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Language, Culture, and History

  • Philip D. Curtin

Abstract

The literary tradition in African studies altered slowly as the mid-century approached, with nothing in the offing comparable to the Darwinian revolution which hung over biological sciences. If any revolutionary change had taken place, it was the eighteenth-century shift from an emphasis on static analysis of society to the nineteenth-century emphasis on historical or evolutionary analysis.1 This new attitude, however, was firmly in office by the 1830’s, when the great works of Von Ranke, Michelet, and Macaulay began to appear. It gained some further impetus from the romantic movement of the early nineteenth century, but that was all.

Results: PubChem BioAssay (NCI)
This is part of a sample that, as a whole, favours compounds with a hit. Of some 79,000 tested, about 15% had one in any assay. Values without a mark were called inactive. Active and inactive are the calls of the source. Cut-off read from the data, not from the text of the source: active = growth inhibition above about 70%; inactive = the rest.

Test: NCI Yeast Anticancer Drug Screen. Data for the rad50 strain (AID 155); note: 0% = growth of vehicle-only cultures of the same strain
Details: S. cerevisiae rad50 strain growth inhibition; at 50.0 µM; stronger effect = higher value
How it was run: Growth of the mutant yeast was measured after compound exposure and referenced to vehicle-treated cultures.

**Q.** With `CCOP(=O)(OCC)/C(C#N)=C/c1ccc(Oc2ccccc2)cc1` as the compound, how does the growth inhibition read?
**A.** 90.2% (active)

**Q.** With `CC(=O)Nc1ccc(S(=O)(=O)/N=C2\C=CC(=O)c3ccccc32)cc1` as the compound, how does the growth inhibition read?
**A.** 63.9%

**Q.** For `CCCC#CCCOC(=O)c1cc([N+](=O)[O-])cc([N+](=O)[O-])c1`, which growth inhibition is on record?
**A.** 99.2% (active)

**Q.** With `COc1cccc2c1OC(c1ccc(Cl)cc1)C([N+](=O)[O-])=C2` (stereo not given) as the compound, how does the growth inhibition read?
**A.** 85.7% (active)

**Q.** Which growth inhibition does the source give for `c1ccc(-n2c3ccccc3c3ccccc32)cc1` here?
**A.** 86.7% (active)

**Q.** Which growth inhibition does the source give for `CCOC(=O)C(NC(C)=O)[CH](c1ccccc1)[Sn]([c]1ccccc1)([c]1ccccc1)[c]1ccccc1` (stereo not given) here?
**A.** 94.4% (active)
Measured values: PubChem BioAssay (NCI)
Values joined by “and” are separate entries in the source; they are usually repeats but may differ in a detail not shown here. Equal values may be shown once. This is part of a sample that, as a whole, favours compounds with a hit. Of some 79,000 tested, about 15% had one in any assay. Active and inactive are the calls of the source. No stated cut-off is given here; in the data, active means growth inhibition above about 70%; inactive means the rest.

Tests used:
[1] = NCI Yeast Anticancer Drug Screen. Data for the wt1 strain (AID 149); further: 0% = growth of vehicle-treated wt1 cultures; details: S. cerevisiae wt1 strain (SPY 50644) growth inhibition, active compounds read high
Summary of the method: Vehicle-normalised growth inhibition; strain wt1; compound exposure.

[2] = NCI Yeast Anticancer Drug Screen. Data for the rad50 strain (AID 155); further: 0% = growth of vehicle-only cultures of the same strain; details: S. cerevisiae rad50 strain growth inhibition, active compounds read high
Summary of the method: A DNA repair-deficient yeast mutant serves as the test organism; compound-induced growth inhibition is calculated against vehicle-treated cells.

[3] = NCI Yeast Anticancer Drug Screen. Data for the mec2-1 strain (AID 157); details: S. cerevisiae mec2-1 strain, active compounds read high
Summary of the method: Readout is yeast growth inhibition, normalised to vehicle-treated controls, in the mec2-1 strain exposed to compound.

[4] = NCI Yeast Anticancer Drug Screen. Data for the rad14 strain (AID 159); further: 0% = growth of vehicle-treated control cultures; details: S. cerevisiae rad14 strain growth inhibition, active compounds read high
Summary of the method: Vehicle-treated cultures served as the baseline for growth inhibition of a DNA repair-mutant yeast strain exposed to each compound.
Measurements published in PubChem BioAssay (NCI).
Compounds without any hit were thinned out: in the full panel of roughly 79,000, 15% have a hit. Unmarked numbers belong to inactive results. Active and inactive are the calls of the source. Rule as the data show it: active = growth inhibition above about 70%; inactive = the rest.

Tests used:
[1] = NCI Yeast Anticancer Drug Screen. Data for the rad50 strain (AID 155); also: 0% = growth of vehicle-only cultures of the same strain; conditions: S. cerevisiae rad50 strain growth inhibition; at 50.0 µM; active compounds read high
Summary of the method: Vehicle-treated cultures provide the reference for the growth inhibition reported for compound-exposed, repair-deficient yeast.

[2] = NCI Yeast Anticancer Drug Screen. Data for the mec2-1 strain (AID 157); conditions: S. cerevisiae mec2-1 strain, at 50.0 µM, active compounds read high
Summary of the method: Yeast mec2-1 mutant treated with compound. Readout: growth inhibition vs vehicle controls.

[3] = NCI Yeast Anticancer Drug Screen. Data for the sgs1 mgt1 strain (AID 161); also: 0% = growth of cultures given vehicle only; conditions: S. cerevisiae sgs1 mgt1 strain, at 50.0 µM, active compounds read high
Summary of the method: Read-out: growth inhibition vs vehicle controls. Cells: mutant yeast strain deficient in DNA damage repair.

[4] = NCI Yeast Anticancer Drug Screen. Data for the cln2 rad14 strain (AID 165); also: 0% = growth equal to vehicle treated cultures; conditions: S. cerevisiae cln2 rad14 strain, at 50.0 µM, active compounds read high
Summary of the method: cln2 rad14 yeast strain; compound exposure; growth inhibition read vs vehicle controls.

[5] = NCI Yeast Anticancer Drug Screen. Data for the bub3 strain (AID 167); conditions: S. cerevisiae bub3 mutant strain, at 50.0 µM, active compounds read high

Keywords

Language Family Slave Trade Gold Coast African Culture African Language 
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Footnotes

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  • Philip D. Curtin

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